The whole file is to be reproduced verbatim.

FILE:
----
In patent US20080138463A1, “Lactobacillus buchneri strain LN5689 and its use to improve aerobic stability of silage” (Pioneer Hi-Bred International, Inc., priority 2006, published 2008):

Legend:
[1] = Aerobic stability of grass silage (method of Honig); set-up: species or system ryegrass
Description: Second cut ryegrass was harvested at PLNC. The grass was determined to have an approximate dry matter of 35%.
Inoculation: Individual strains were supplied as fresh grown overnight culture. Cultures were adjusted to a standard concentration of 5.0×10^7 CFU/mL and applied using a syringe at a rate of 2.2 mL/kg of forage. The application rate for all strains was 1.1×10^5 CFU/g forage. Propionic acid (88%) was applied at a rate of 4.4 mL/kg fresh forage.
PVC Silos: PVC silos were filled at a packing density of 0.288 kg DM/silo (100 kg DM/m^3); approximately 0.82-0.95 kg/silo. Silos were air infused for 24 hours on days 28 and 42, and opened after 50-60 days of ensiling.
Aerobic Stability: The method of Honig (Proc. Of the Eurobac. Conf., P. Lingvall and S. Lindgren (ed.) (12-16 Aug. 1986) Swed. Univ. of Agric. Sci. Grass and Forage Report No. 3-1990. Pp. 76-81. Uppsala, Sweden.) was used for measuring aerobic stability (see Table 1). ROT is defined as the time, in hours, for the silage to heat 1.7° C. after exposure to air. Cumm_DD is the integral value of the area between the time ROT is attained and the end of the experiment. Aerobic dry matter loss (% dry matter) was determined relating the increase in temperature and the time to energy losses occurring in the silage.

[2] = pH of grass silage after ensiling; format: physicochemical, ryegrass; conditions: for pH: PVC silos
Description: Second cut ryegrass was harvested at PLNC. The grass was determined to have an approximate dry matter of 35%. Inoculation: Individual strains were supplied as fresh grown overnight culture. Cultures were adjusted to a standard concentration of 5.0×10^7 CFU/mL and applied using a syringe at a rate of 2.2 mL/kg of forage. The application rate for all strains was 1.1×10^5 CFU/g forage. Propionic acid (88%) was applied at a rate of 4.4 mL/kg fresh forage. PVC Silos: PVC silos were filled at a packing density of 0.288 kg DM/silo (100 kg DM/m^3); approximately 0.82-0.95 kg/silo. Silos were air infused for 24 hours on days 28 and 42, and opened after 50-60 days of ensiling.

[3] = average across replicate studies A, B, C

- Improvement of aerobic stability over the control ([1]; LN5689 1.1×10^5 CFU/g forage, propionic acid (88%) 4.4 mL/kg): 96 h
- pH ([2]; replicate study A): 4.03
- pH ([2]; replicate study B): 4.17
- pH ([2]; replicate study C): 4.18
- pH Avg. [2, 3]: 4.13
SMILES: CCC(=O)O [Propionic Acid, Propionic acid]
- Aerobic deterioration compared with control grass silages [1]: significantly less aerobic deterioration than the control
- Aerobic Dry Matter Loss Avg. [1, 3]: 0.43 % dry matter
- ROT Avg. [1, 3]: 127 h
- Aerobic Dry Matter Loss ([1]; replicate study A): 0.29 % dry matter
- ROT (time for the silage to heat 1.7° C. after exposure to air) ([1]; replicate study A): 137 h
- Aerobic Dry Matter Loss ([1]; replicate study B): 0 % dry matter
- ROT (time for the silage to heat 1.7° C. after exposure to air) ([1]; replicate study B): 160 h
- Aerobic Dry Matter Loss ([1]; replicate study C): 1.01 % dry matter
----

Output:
In patent US20080138463A1, “Lactobacillus buchneri strain LN5689 and its use to improve aerobic stability of silage” (Pioneer Hi-Bred International, Inc., priority 2006, published 2008):

Legend:
[1] = Aerobic stability of grass silage (method of Honig); set-up: species or system ryegrass
Description: Second cut ryegrass was harvested at PLNC. The grass was determined to have an approximate dry matter of 35%.
Inoculation: Individual strains were supplied as fresh grown overnight culture. Cultures were adjusted to a standard concentration of 5.0×10^7 CFU/mL and applied using a syringe at a rate of 2.2 mL/kg of forage. The application rate for all strains was 1.1×10^5 CFU/g forage. Propionic acid (88%) was applied at a rate of 4.4 mL/kg fresh forage.
PVC Silos: PVC silos were filled at a packing density of 0.288 kg DM/silo (100 kg DM/m^3); approximately 0.82-0.95 kg/silo. Silos were air infused for 24 hours on days 28 and 42, and opened after 50-60 days of ensiling.
Aerobic Stability: The method of Honig (Proc. Of the Eurobac. Conf., P. Lingvall and S. Lindgren (ed.) (12-16 Aug. 1986) Swed. Univ. of Agric. Sci. Grass and Forage Report No. 3-1990. Pp. 76-81. Uppsala, Sweden.) was used for measuring aerobic stability (see Table 1). ROT is defined as the time, in hours, for the silage to heat 1.7° C. after exposure to air. Cumm_DD is the integral value of the area between the time ROT is attained and the end of the experiment. Aerobic dry matter loss (% dry matter) was determined relating the increase in temperature and the time to energy losses occurring in the silage.

[2] = pH of grass silage after ensiling; format: physicochemical, ryegrass; conditions: for pH: PVC silos
Description: Second cut ryegrass was harvested at PLNC. The grass was determined to have an approximate dry matter of 35%. Inoculation: Individual strains were supplied as fresh grown overnight culture. Cultures were adjusted to a standard concentration of 5.0×10^7 CFU/mL and applied using a syringe at a rate of 2.2 mL/kg of forage. The application rate for all strains was 1.1×10^5 CFU/g forage. Propionic acid (88%) was applied at a rate of 4.4 mL/kg fresh forage. PVC Silos: PVC silos were filled at a packing density of 0.288 kg DM/silo (100 kg DM/m^3); approximately 0.82-0.95 kg/silo. Silos were air infused for 24 hours on days 28 and 42, and opened after 50-60 days of ensiling.

[3] = average across replicate studies A, B, C

- Improvement of aerobic stability over the control ([1]; LN5689 1.1×10^5 CFU/g forage, propionic acid (88%) 4.4 mL/kg): 96 h
- pH ([2]; replicate study A): 4.03
- pH ([2]; replicate study B): 4.17
- pH ([2]; replicate study C): 4.18
- pH Avg. [2, 3]: 4.13
SMILES: CCC(=O)O [Propionic Acid, Propionic acid]
- Aerobic deterioration compared with control grass silages [1]: significantly less aerobic deterioration than the control
- Aerobic Dry Matter Loss Avg. [1, 3]: 0.43 % dry matter
- ROT Avg. [1, 3]: 127 h
- Aerobic Dry Matter Loss ([1]; replicate study A): 0.29 % dry matter
- ROT (time for the silage to heat 1.7° C. after exposure to air) ([1]; replicate study A): 137 h
- Aerobic Dry Matter Loss ([1]; replicate study B): 0 % dry matter
- ROT (time for the silage to heat 1.7° C. after exposure to air) ([1]; replicate study B): 160 h
- Aerobic Dry Matter Loss ([1]; replicate study C): 1.01 % dry matter